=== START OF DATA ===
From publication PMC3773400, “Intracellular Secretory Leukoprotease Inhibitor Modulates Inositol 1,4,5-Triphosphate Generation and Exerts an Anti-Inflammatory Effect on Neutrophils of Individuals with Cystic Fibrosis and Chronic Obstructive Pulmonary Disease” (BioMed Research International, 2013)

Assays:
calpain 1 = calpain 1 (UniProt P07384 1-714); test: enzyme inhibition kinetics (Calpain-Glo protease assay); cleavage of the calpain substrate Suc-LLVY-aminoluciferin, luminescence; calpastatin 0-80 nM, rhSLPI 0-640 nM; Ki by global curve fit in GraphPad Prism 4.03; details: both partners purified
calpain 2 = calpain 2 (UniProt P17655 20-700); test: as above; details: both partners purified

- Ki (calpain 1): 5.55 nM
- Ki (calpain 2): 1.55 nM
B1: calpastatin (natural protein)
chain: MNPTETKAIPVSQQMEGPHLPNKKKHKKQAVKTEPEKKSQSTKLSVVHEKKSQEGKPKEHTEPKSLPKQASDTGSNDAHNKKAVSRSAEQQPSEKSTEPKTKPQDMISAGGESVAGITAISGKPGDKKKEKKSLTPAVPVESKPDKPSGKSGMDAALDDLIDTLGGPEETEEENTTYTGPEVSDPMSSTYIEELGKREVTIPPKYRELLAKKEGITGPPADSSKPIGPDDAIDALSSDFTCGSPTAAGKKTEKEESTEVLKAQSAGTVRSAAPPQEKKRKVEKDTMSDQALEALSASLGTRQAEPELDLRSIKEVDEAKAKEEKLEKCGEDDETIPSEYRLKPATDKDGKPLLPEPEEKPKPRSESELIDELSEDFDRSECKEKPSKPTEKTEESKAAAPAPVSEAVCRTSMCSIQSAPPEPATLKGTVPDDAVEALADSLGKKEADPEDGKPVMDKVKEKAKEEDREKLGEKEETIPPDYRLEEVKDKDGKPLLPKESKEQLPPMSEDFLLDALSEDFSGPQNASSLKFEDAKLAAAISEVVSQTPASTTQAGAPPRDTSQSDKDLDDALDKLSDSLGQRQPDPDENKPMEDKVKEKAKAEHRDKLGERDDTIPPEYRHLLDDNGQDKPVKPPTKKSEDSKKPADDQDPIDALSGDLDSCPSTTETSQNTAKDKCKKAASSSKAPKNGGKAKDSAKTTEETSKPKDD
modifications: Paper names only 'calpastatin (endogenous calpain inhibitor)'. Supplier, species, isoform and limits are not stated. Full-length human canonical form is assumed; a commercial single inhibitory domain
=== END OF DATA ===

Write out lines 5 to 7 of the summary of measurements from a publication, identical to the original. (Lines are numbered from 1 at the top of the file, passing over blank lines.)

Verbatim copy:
- Ki (calpain 1): 5.55 nM
- Ki (calpain 2): 1.55 nM
B1: calpastatin (natural protein)